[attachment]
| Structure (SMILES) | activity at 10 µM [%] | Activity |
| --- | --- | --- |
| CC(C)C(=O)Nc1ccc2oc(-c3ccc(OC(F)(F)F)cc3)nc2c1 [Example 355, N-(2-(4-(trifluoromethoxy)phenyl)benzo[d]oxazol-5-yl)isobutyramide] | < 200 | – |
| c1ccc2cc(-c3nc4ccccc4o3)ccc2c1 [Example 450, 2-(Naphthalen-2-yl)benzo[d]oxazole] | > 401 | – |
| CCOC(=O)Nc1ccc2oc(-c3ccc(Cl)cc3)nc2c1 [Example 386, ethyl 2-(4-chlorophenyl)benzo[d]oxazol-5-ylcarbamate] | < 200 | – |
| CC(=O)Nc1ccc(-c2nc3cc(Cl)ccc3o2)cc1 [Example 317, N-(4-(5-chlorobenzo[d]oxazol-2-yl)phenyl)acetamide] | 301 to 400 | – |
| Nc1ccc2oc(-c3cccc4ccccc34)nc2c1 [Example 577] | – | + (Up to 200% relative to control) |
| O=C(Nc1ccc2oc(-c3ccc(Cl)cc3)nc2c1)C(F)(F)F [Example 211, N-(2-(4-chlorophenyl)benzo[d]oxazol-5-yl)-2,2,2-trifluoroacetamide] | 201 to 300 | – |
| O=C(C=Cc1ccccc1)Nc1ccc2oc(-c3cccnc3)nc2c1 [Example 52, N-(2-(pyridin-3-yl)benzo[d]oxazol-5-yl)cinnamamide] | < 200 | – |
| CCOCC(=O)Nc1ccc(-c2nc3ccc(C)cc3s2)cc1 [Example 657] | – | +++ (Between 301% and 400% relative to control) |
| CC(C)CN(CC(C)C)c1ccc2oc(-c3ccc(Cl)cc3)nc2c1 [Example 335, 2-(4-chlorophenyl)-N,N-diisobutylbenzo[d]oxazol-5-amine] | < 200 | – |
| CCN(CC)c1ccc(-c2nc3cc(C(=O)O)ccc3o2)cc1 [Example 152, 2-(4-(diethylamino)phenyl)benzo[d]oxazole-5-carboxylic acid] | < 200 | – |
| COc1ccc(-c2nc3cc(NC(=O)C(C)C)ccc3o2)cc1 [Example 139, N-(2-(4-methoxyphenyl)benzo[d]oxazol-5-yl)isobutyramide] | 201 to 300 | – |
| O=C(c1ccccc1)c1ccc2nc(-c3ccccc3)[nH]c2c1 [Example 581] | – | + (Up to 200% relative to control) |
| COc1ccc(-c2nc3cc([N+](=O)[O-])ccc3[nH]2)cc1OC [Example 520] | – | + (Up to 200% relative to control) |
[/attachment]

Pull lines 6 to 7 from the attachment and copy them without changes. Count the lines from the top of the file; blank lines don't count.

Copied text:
| CC(=O)Nc1ccc(-c2nc3cc(Cl)ccc3o2)cc1 [Example 317, N-(4-(5-chlorobenzo[d]oxazol-2-yl)phenyl)acetamide] | 301 to 400 | – |
| Nc1ccc2oc(-c3cccc4ccccc34)nc2c1 [Example 577] | – | + (Up to 200% relative to control) |